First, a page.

For those new to fundraising, here are a few basics that can be helpful:
1. Fundraising is a process
The overriding challenge in fundraising is to identify potential donors… inspire them to engage with the nonprofit’s cause… encourage them to donate… and motivate them to become loyal contributors. The “donor pyramid” below illustrates the process.
The pyramid shows that nonprofits lose prospects and donors along the path of making them highly valuable donors. Donors at the top of the pyramid usually start at the bottom.
• At the bottom is the biggest pool: acquisition targets
• Those who donate are on the next level up: first-time donors
• Then you have multi-donors: those who give more than once
• The next up are the major donors: those who give the most
• The top of the pyramid are planned givers: those who pledge donations, usually through a will or trust
2. Fundraising has to balance today’s dollars with future donations
Moving donors up the pyramid takes time. In fact, it’s rare that the first solicitation or communication to a set of prospects will yield more revenue than the cost of the campaign. Therefore, successful fundraising is a combination of acquisition campaigns (that are an investment for the future) and retention activities (that yield positive income today). A key priority in fundraising is balancing the investment in acquisition and spending on retention so that the nonprofit derives appropriate income each year to accomplish its mission.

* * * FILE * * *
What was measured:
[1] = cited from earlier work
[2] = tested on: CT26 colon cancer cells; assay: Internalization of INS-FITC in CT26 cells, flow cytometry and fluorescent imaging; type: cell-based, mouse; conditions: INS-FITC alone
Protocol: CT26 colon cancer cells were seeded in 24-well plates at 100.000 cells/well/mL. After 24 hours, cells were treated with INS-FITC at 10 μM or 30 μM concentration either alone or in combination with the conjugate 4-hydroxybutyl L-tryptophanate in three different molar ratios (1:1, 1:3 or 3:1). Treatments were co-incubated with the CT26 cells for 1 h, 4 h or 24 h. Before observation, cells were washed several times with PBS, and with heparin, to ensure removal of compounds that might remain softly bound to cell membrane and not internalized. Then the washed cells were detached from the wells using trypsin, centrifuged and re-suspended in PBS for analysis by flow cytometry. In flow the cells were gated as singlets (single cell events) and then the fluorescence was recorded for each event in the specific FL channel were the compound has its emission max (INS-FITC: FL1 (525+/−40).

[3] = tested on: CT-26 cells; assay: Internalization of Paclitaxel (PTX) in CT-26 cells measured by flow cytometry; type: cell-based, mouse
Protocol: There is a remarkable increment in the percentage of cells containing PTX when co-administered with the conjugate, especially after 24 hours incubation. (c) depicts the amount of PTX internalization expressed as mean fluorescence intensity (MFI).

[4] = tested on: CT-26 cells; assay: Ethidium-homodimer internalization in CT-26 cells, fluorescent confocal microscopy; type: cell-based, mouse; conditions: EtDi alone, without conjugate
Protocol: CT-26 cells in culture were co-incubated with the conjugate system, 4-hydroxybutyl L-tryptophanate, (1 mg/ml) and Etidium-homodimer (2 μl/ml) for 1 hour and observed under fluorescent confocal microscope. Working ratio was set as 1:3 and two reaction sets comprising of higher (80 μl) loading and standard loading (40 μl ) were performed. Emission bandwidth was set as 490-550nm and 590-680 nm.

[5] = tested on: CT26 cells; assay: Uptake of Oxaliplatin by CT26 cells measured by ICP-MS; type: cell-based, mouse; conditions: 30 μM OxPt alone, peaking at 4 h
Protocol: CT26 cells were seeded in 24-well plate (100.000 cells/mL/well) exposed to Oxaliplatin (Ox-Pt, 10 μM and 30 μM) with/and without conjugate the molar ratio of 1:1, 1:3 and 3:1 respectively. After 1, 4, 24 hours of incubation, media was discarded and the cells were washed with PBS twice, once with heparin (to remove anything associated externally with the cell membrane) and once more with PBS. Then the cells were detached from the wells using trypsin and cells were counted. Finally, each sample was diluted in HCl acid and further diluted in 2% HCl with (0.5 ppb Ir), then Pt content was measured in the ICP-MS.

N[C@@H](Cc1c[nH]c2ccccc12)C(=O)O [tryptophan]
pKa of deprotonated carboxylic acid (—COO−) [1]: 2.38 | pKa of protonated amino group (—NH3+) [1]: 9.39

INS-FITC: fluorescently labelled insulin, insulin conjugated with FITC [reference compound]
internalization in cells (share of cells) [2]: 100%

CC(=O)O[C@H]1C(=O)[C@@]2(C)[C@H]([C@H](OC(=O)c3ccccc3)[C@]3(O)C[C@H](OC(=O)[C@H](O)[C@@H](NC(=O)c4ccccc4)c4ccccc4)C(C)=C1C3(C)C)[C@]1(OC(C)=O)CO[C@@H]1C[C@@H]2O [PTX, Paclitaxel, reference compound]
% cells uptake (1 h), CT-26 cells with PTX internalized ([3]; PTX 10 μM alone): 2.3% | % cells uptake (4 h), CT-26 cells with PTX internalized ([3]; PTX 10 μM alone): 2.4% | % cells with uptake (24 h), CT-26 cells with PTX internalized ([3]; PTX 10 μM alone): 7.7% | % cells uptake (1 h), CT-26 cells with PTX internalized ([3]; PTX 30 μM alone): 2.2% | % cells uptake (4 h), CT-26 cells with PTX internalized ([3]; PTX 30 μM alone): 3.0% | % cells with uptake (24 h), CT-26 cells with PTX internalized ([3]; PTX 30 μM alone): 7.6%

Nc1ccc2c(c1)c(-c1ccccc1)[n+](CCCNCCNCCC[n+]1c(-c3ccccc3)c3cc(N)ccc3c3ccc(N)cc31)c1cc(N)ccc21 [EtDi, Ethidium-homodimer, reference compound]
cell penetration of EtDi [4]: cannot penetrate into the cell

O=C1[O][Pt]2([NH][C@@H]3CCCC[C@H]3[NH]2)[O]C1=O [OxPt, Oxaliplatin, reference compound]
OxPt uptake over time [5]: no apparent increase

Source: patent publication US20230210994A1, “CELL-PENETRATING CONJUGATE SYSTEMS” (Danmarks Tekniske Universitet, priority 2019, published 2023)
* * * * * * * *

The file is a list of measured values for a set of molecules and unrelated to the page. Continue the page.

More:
There are many factors that go into assessing the success of a fundraising program, but the basics are:
• How much money is the program making now?
• Is the donor database file growing or shrinking?
• What is the retention rate of the donor file?
If you can answer all three of those questions, then you have a basic understanding of how well a nonprofit organization is doing with its fundraising efforts.
If the nonprofit is making a lot now and not investing in acquisition, then its revenue will probably shrink going forward. If the nonprofit is spending a lot on acquisition and has little revenue, it might be struggling this year, but if its acquisition campaigns are well targeted and smart follow-up communications are in place, the nonprofit’s future should be brighter. If its retention is bad (read less than 60%), then program adjustments should be made.
3. Fundraising cost shouldn’t be the only consideration
How much to invest in a fundraising campaign is an important question, but the more important question is: how much net revenue is raised? To illustrate this point, look at the chart below for a direct mail acquisition campaign. (Note: for most major nonprofits, direct mail is an essential fundraising channel, if not the most important.)
In the example below, direct mail package 2 costs twice as much as package 1, but nets far more money. These results are not uncommon, so cost shouldn’t be the only consideration in a particular campaign.
Successful fundraising takes time and knowledge. Hopefully, these few basics can be helpful for anyone trying to serve an important cause today and in the future.
Grant Novins is a Marketing Data Analyst at Innovairre Communications, which supports more than 500 nonprofit organizations around the world. Contact us at Answers@Innovairre.com; and follow us on LinkedIn and Twitter.